Iyengar Yoga

Iyengar introduced his own style of Hatha Yoga as it was evolving in the west.  He was to have outstanding influence and was stamped by 'The foundation of the Ramamini Iyenga Memorial Institute in Pune', India 1973.

His Yoga is characterised by precision in alignment and aids assimilated into its practice e.g. bands weights cushions and chairs.  The internal architecture is unveiled by flowing precision postures that tie the body to breathing. He sequences postures to a desired result and holds the asanas for a precise length of time moving from seconds to minutes. Minutiae of the postures are explored to penetrate remote anatomical layers of the body - the positions increase in intricacy. Practice is both systematic and cumulative It challenges an ability of moving the various parts of the body in an interrelated fashion. He took up yoga in 1934 for health reasons, and came from his brother in law the great master Krishnamacharaya  In 1952. Yehudi Menhuin introduced him to the west in London, and also Europe he proceeded to America giving classes and demonstrations. His book “Light on Yoga” (with 600 photographs of Asanas instructed) was published in 1966 which became a guide for others follow, without the aid of a teacher. Aficionados and others formed groups, associations and a centre formed in the States as recently as May 210 in San Francisco.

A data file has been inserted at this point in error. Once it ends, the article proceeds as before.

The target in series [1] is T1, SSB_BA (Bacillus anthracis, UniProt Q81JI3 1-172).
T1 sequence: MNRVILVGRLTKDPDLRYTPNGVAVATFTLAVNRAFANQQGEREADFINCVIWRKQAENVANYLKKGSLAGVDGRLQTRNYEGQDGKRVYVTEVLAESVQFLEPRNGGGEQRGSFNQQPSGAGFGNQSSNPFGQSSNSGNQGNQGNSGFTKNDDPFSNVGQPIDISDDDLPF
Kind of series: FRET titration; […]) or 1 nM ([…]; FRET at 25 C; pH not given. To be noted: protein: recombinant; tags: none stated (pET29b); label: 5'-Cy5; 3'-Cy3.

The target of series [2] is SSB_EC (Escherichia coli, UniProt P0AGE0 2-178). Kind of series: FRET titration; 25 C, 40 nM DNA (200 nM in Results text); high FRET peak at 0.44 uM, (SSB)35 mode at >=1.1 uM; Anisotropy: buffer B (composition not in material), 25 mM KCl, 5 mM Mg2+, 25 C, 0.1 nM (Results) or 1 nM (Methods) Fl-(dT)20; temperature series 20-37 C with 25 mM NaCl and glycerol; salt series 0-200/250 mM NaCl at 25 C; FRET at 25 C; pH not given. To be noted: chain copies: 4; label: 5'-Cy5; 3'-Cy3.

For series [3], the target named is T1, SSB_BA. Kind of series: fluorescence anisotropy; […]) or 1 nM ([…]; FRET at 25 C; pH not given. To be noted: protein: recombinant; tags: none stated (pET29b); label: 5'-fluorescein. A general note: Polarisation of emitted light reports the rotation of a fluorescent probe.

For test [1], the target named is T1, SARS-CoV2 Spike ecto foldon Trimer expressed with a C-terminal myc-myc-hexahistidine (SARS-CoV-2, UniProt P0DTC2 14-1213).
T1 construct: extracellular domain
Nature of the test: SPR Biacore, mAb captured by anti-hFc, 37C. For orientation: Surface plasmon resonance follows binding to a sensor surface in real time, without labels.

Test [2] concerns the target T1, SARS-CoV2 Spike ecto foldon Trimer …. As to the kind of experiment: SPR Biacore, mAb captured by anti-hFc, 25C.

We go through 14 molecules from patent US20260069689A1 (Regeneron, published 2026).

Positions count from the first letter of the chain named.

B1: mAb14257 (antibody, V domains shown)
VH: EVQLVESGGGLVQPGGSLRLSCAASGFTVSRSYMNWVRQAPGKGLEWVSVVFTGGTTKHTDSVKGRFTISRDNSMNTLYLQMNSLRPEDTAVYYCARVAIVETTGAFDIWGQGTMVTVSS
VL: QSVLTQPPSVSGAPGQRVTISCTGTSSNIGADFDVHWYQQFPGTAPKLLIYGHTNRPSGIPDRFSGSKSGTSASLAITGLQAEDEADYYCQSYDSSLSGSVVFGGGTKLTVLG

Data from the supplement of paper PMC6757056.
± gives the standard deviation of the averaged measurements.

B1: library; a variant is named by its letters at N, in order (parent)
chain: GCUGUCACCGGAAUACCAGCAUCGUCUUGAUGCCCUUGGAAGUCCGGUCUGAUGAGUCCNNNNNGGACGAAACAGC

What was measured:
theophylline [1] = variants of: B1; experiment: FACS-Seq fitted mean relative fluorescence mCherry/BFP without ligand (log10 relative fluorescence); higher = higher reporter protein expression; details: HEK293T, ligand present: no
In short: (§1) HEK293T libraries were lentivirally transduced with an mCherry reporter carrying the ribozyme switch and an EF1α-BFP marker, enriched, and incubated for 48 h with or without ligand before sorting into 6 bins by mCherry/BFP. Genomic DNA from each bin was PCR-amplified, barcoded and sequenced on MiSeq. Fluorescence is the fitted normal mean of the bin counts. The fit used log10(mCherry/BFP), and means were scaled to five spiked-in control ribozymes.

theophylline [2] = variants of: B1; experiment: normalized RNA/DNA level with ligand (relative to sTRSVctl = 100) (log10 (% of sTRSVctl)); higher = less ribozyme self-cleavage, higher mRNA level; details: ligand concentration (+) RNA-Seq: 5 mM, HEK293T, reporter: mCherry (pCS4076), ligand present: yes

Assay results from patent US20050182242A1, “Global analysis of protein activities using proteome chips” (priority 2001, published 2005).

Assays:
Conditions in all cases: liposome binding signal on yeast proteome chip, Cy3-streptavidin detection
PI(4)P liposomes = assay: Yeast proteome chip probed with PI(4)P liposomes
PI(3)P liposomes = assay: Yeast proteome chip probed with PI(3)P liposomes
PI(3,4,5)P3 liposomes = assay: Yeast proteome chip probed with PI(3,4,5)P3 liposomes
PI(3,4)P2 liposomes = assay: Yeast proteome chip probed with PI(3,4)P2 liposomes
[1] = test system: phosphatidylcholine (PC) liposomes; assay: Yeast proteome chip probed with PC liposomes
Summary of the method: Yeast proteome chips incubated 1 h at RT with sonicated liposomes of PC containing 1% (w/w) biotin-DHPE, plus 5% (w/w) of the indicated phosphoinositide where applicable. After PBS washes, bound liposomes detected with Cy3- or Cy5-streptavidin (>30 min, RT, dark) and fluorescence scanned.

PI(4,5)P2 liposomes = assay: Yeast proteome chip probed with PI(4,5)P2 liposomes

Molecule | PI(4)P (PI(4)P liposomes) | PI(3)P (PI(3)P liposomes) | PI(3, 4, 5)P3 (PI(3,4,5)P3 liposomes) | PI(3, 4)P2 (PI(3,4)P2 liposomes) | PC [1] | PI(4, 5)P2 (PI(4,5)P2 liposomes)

America embraced him rapidly forming centers/associations after experiencing his classes. Many went to India to learn more. These are centers rather than Ashrams and are to be found world wide. In London he found The Iyengar Institute. Training Courses are readily found   E.g. Amsterdam. In that Iyengar takes a more gymnastic approach to the asanas than hatha yoga, for example and there is less emphasis on breathing and meditation, it has been criticized as inconsistent with the non competitive, holistic basis of hatha yoga.

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Iyengar Yoga Institute